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Dynasty, parity good for tennis

Associated Press
Published July 8, 2003

WIMBLEDON, England - The Williams sisters are so accustomed to being in Grand Slam finals that they had a camera at the ready for the trophy ceremony when Serena beat Venus at Wimbledon.

Winning a major title was all so new to Roger Federer that he broke down in tears a few times in the minutes after defeating Mark Philippoussis.

And therein lies the difference between men's and women's tennis at the moment: The women have a pair of dominant players while the men keep spreading the wealth.

A case could be made that both are good for the game's popularity.

Rivalries and dynasties tend to help sports attract fans, and you get two for the price of one with Team Williams. Some might argue, however, that there is something to be said for new matchups and changing champions, which keep the sport fresh.

The truth is individual sports need someone at the fore, a Tiger Woods or a Martina Navratilova, for example.

Someone whose majesty attracts even casual fans.

"Tennis needs a clear hierarchy," three-time Wimbledon champion Boris Becker wrote in Monday's Times of London. "It needs players of talent who are seen to dominate."

Serena and Venus have played each other in five of the past six major finals, with Serena winning each time. Going back to Wimbledon in 2000, the sisters claimed nine of the past 13 Grand Slams. Only two other players won a major in that span: Jennifer Capriati and Justine Henin-Hardenne.

When Henin-Hardenne beat Kim Clijsters in the French Open final, the TV ratings were 39 percent lower than for last year's all-Williams matchup there.

Now take a look at the men's game, where everyone seems to get a turn. Federer is the seventh player to win in the past seven Grand Slams, one shy of the Open era record set in the 1970s and equaled last year.

Few Americans have heard of Federer - and that number didn't get much larger Sunday. His 7-6 (7-5), 6-2, 7-6 (7-3) victory over Mark Philippoussis drew the lowest overnight rating on record for a Wimbledon men's final.

The question now is whether Federer can take the next step and become a consistent champion, a la Pete Sampras (record 14 majors) or Andre Agassi (eight majors, including a career Grand Slam). Or will he be a one-hit wonder, a la Marat Safin, who seemed destined to collect a slew of majors when he broke through for his first at the 2000 U.S Open but hasn't followed up.

As for Federer, John McEnroe said, "This could open the door for him for many, many more, other majors - not just Wimbledon."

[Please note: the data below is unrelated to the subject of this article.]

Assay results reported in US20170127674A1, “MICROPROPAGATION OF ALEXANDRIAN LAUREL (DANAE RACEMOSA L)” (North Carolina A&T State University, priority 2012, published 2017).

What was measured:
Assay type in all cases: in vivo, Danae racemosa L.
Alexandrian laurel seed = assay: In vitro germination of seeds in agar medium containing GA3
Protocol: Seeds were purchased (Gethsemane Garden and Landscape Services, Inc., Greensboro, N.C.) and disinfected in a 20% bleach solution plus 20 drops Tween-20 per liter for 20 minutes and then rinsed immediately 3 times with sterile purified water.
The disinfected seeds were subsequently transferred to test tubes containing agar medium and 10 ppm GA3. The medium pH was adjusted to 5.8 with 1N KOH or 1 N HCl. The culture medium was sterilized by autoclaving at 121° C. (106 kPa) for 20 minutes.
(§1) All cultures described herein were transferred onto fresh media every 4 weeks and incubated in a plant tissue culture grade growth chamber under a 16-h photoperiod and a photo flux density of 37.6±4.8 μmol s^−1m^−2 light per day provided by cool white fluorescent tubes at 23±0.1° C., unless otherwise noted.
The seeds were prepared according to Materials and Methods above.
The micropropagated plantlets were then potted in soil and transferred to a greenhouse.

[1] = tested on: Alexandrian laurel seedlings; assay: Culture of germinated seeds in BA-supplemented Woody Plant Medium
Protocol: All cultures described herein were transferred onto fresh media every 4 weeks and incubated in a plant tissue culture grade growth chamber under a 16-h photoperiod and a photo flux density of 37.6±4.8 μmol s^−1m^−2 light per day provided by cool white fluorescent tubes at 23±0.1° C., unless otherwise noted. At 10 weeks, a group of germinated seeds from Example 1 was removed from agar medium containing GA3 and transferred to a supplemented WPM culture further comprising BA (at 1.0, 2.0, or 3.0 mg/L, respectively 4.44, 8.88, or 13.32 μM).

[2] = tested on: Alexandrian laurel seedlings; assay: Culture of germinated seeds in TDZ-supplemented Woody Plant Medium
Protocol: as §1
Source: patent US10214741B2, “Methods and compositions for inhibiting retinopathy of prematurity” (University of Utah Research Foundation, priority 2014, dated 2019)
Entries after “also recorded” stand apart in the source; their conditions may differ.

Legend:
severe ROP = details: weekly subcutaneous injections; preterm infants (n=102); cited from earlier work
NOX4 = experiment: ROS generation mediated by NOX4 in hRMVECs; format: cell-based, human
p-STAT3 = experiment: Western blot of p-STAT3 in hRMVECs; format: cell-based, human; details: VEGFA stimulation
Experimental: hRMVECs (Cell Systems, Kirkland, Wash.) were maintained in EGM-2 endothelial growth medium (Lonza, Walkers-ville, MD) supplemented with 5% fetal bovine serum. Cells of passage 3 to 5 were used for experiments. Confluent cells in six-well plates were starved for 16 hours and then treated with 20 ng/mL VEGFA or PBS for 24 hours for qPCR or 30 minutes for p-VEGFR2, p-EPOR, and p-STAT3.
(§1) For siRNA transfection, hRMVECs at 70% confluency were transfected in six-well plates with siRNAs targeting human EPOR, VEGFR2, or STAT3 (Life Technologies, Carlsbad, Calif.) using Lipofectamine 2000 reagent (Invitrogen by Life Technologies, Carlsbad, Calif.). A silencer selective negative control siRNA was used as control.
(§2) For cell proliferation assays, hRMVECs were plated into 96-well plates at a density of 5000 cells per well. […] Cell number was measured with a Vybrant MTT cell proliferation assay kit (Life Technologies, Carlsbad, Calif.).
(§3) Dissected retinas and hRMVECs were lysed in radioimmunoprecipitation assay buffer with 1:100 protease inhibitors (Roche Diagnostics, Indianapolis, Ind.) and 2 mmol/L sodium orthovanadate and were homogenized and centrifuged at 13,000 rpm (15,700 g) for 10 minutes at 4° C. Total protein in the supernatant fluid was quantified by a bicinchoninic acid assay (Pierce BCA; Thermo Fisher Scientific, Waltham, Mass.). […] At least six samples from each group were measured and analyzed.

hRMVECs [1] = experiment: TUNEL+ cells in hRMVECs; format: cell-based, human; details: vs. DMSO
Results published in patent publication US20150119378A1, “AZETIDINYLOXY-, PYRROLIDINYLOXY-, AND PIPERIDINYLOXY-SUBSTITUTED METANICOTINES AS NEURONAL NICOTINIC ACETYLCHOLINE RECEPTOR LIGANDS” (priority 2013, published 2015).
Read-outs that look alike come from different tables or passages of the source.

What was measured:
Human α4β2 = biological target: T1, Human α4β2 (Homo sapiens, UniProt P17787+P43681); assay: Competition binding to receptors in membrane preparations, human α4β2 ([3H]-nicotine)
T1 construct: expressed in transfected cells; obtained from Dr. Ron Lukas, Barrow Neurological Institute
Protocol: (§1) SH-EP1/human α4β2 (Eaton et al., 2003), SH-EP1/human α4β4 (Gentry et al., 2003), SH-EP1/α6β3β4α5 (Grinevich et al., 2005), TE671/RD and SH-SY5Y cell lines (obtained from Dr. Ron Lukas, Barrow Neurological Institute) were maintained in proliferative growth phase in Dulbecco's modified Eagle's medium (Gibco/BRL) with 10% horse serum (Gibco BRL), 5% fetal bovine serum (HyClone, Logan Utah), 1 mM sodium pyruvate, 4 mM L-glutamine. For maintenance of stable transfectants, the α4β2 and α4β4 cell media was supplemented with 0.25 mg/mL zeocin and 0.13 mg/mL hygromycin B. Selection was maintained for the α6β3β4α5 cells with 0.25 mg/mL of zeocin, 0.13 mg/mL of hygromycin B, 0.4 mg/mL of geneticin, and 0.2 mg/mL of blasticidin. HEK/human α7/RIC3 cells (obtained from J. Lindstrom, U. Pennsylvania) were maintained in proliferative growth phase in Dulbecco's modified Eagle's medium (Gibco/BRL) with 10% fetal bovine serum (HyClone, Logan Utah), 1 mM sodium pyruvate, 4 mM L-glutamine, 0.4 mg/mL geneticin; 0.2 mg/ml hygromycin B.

SWISS BLISS: The Swiss media installed Federer as the country's latest sports star.

The word "Yes!" accompanied a photograph of Federer on Monday's front page of the daily Le Matin.

The Lausanne daily 24 Heures, inspired by the huge trophy and the traditional royal attendance at the Wimbledon final, crowned the champion "Federer the First."

The mass circulation daily Blick had the same idea, hailing "King Roger I" and offering a full-page poster of an emotional Federer holding the Wimbledon trophy.

RATINGS: Overnight TV ratings for the men's and women's Wimbledon finals were down from last year.

NBC's broadcast of the women's final between Serena and Venus Williams on Saturday produced a 4.0 rating with an 11 share. That's down 13 percent from the 4.6 rating with a 14 share earned by last year's final. Serena defeated her sister 4-6, 6-4, 6-2 to win her second straight title.

The men's final between Federer and Philippoussis, which anchored the network's Sunday broadcast, got a 2.7 with an eight share, down 13 percent from last year's 3.1 with a nine share.

Overnight ratings measure the 55 largest markets in the United States, covering nearly 70 percent of the country. Each point represents about 735,000 homes. The share is the percentage of televisions in use tuned to a program.

RANKINGS: Serena Williams' championship helped her mark a full year at No.1, and Federer's first Grand Slam title lifted him to a career-high No.3 in the ATP Tour rankings.

Williams made her debut atop the WTA Tour rankings on July 8, 2002, after the end of Wimbledon. Only five women have stayed at No.1 for more consecutive weeks than Williams' current stand.

Agassi, beaten in the fourth round at the All England Club, stayed atop the rankings. The 2002 Wimbledon champion and former No.1, Lleyton Hewitt, tumbled from No.2 to No.5 after losing in the first round to a qualifier.

SWEDISH OPEN: Mikhail Youzhny and Nicolas Lapentti won first-round matches in straight sets in Bastad. Youzhny, seeded fourth, edged Olivier Rochus 7-6 (7-4), 7-6 (7-1) with both players adjusting to clay after playing on Wimbledon's grass courts. Lapentti, seeded sixth, beat Luis Horna 6-4, 7-5, avenging two losses to the Peruvian this year.

HALL OF FAME CHAMPIONSHIPS: Seventh-seeded Justin Gimelstob won a thrilling tiebreaker to oust Jeff Morrison in the opening round in Newport, R.I. Gimelstob won 6-4, 4-6, 7-6 (13-11). He failed in six match points before Morrison hit a backhand long to end the 2 hour, 26 minute match.

Today Tampa's James Blake begins his quest to become the first No.1 seed to win in the tournament's 26 years.

The Hall of Fame Championships are the only grass tournament played in North America.

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